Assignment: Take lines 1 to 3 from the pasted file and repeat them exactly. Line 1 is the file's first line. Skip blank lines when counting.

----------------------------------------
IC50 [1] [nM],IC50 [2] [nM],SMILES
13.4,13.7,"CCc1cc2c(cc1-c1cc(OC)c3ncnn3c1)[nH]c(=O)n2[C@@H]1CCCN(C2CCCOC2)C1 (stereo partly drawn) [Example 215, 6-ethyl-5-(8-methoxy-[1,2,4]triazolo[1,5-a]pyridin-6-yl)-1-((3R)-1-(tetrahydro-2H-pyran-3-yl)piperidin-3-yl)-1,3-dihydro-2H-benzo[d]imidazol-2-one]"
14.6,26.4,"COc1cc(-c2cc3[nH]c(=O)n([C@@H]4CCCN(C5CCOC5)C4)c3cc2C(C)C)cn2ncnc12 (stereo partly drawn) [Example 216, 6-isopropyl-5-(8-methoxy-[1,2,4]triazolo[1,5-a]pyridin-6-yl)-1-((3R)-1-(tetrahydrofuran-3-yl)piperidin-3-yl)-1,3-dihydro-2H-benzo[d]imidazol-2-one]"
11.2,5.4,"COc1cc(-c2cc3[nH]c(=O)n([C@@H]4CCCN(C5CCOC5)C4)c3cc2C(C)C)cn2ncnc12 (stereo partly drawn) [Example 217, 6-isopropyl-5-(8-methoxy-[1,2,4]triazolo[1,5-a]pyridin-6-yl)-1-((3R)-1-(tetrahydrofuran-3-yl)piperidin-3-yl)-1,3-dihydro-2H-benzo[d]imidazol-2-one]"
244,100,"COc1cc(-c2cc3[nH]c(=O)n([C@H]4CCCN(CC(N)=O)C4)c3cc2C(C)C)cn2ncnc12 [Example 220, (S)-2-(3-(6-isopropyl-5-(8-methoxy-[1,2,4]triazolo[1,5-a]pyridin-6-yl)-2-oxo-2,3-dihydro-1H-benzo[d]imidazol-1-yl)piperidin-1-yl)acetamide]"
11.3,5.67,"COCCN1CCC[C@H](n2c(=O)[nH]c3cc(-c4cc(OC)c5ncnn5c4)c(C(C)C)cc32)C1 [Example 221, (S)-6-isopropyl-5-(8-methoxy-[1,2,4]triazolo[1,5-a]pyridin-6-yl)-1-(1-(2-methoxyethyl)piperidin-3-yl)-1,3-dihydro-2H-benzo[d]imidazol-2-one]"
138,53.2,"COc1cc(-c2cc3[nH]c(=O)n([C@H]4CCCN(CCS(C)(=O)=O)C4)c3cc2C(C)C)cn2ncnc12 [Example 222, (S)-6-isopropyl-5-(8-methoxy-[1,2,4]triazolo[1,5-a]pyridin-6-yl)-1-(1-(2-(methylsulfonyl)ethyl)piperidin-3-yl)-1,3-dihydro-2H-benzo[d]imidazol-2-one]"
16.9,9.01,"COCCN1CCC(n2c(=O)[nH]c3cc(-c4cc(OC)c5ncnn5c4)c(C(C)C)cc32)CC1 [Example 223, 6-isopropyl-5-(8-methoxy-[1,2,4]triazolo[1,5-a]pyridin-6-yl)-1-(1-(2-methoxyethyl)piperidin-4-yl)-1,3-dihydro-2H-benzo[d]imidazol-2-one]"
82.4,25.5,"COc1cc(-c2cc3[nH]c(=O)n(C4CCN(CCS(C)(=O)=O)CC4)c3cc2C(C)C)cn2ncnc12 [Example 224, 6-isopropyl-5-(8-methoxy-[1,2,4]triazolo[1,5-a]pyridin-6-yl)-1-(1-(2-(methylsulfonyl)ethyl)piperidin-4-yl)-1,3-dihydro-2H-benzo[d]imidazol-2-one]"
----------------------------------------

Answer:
IC50 [1] [nM],IC50 [2] [nM],SMILES
13.4,13.7,"CCc1cc2c(cc1-c1cc(OC)c3ncnn3c1)[nH]c(=O)n2[C@@H]1CCCN(C2CCCOC2)C1 (stereo partly drawn) [Example 215, 6-ethyl-5-(8-methoxy-[1,2,4]triazolo[1,5-a]pyridin-6-yl)-1-((3R)-1-(tetrahydro-2H-pyran-3-yl)piperidin-3-yl)-1,3-dihydro-2H-benzo[d]imidazol-2-one]"
14.6,26.4,"COc1cc(-c2cc3[nH]c(=O)n([C@@H]4CCCN(C5CCOC5)C4)c3cc2C(C)C)cn2ncnc12 (stereo partly drawn) [Example 216, 6-isopropyl-5-(8-methoxy-[1,2,4]triazolo[1,5-a]pyridin-6-yl)-1-((3R)-1-(tetrahydrofuran-3-yl)piperidin-3-yl)-1,3-dihydro-2H-benzo[d]imidazol-2-one]"